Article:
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Disseminating sexually transmitted infections diagnostics information: the SDI web publication review series
  1. J Kuypers1,
  2. M R Tam2,
  3. K K Holmes2,
  4. R W Peeling3
  1. 1University of Washington Department of Laboratory Medicine, Seattle, Washington, USA
  2. 2Center for AIDS and STD, University of Washington, Seattle, Washington, USA
  3. 3Sexually Transmitted Diseases Diagnostics Initiative, UNICEF/UNDP/World Bank/WHO Special Program for Research and Training in Tropical Diseases, World Health Organization, Geneva, Switzerland
  1. Correspondence to:
 Dr Jane Kuypers
 4800 Sand Point Way NE, Room W8814, Seattle, Washington 98105, USA; janekuypers{at}


Objectives: The World Health Organization Sexually Transmitted Diseases Diagnostics Initiative (SDI) website publication review seeks to provide health care providers in all geographic and economic settings with timely, critical, and concise information concerning new developments in laboratory and field diagnosis of sexually transmitted infections (STI).

Methods: Since 2003, the website ( has disseminated information in the form of annotated abstracts and commentaries on articles covering studies of STI laboratory-based and rapid assays that are commercially available or under development. Articles identified through searches of PubMed, specific journals, and by referrals from Editorial Board members are selected for inclusion if they meet pre-specified criteria. The objectives, methods, results, and conclusions for each article are summarised and board members are invited to prepare commentaries addressing study design and applicability of findings to end users.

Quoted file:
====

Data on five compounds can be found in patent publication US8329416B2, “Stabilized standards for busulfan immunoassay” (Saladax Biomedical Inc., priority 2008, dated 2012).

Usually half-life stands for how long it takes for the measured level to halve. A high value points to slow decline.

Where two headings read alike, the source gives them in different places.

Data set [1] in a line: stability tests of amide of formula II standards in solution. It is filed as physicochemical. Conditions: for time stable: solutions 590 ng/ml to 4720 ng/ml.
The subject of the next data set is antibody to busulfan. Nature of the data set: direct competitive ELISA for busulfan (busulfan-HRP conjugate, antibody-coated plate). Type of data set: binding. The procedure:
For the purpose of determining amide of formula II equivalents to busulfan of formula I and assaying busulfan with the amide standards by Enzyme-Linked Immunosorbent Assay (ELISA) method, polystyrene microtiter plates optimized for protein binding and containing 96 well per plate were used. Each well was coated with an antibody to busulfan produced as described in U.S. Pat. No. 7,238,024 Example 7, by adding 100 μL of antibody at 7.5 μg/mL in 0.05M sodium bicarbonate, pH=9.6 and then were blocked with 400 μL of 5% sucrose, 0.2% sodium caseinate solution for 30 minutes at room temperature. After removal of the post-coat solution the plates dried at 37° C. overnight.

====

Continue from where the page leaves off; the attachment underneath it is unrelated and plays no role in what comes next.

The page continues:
Results: Currently, 91 STI diagnostics experts from 17 countries on six continents serve on the Editorial Board. Twelve quarterly issues have been posted that include summaries of 214 original and 17 review articles published from January 2002 through March 2005, with expert commentaries on 153 articles. Interest in the site has increased every year. In 2005, over 36 700 unique visitors from more than 100 countries viewed over 75 000 pages of information.

Conclusions: The SDI Publication Review series has the potential to contribute to SDI’s goal of improving care for patients with STI by increasing knowledge and awareness of STI diagnostics. Given the proliferation of internet-based STI testing services, this website may be broadened to meet the needs of a wider range of users.

  • HINARI, Health InterNetwork Access to Research Initiative
  • SDI, Sexually Transmitted Diseases Diagnostics Initiative
  • STI, sexually transmitted infections
  • WHO, World Health Organization
  • STI diagnostics
  • internet website

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  • Competing interests: none declared